When your automatic garage door opener fails, whether it breaks or if the power goes out, it will be useless as far as getting your garage door to open or close for you. In such a case, you'll need to do it manually. Normally you'll find a the door itself is connected to the opener via a spring loaded arm and locking mechanism that has a chord and handle attached to it. When you pull on the cord, the arm will disengage, unlocking the door from the non-working opener. From that point, you should be able to manually open and close your door (assuming there isn't something else wrong with it, such as a broken torsion spring, so be very careful when trying to manually move your door.)
Properly functioning garage doors have a built in safety function known as auto-reverse. The door will (should) sense if it encounters any kind of obstruction on it's path down, and when it does, it should automatically stop and revers direction back up. This isn't meant to simply protect your vehicle from a possible ding on the hood or trunk - it's much more important than that. This safety measure needs to work to prevent the accidental crushing of a child, pet or even an adult that may have fallen under the door's path. Therefore simply having the door stop isn't enough; it needs to reverse direction and go back up when it hits an obstruction.
If you're going to test the auto-revers function, be careful! Some people end up breaking their openers by improperly testing them. We recommend using something like a roll of paper towels as the "obstruction" at the bottom, so that there is some cushion to work with. Also, as you're testing it can be a good idea to have a hand on the power cord, ready to pull it and disconnect the power in cast things to stop as they should. No reason to risk the motor continuing to exert force to the point of breaking something.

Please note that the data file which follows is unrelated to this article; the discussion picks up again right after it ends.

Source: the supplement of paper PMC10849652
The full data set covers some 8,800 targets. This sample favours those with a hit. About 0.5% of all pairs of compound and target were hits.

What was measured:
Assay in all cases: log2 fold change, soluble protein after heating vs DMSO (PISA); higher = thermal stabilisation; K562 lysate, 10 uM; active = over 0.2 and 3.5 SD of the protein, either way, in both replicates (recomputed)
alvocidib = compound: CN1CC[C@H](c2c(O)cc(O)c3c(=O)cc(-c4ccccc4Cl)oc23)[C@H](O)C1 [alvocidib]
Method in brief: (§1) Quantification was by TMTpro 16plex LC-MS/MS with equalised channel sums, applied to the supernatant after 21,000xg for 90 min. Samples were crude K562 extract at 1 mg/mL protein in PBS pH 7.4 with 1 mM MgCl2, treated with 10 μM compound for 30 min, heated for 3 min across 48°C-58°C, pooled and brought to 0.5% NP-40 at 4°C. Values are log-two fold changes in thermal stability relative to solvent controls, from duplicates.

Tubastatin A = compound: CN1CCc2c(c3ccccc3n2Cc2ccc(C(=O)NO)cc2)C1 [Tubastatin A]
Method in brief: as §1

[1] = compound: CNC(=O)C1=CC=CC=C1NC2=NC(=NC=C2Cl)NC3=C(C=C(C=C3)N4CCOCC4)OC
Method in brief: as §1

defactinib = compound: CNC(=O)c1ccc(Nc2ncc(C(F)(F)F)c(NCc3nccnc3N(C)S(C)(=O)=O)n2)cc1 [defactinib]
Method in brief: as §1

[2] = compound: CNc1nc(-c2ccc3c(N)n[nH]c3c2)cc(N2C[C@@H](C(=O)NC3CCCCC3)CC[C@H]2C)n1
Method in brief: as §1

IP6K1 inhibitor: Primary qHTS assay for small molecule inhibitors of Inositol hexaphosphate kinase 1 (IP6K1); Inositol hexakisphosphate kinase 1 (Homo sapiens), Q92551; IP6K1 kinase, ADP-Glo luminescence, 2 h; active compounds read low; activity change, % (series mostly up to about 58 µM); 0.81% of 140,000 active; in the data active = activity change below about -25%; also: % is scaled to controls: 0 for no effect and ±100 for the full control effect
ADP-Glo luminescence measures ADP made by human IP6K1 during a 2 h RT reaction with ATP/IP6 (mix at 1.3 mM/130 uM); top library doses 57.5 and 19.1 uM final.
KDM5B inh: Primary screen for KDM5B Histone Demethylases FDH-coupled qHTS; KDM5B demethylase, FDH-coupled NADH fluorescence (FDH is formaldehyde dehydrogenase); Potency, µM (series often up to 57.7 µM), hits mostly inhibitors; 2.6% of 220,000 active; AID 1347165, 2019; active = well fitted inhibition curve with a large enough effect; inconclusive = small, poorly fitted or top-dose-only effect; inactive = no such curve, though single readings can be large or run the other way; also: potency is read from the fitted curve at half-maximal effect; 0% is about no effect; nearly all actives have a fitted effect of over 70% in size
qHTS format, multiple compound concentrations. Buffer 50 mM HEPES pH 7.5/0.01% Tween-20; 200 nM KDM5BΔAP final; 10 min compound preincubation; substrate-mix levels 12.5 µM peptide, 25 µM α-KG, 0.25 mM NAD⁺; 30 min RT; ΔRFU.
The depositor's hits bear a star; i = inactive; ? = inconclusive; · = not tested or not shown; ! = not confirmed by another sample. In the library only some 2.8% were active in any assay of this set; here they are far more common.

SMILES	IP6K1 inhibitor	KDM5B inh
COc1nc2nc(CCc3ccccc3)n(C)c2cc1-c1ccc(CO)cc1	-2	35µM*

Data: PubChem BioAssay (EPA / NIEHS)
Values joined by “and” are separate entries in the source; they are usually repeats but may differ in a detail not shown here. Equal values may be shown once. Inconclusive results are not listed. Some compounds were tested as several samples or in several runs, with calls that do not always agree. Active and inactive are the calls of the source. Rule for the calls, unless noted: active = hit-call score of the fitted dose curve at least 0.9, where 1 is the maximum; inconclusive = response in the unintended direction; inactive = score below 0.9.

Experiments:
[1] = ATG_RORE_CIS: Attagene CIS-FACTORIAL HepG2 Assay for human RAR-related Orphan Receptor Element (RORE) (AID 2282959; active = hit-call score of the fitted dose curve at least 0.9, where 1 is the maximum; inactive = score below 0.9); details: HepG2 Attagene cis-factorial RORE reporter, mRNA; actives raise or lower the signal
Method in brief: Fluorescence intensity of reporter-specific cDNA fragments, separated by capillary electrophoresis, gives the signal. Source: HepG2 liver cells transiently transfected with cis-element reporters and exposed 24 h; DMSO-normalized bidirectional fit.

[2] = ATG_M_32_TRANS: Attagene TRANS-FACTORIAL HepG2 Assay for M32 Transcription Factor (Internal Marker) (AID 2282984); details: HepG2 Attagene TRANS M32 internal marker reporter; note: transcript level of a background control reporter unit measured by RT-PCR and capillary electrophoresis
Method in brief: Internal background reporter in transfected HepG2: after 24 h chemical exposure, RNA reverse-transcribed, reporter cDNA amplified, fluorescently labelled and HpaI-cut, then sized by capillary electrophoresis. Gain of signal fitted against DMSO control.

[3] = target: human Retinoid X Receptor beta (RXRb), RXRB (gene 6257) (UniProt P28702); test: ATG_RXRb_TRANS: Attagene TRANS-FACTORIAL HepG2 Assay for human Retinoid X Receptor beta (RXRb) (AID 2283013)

In addition to the obstruction coming in contact with the door, you should also check the photoelectric eye beam that senses things in the path of the door, near the ground (usually within 12 inches of the ground), across the full opening. If something breaks this beam while the door is coming down, it should auto-reverse as described above.
Less likely than having someone or something under the door while it's coming down, it's still possible for an accident or injury to happen when a door is opening. For example, if someone is on a ladder or accessing storage space that is above the garage door tracks, if the door is activated to open and it encounters someone or something in the way on the way up, it must also recognize this and stop itself. In this scenario though, we do not want an auto-reverse - simply a stop.
As you can probably see clearly now, it is very important for everyone's safety that your garage door's opener function properly in recognizing when to stop. You also must be able to safely operate the door manually in the event of a failing opener or power outage. The door must be properly balanced using appropriate torsion springs (if applicable), otherwise damage or injury could definitely occur.
If you're wondering if your garage door opener is working the way it should, another thing you should check is where (and how) it stops when the door closes. Does it go all the way to the garage floor and stop smoothly, or does it come down hard and even bounce of the floor? When it's in the open position, is it fully open, or does it somewhat reduce the height of the opening to the garage? If any of these issues are present, your door needs an adjustment on its closing limit.
Let me help you with your garage door opener problems... Call me today!
John Mucciacciaro - Owner and operator of Tucson's best, most affordable garage door repair service, John's Garage Doors.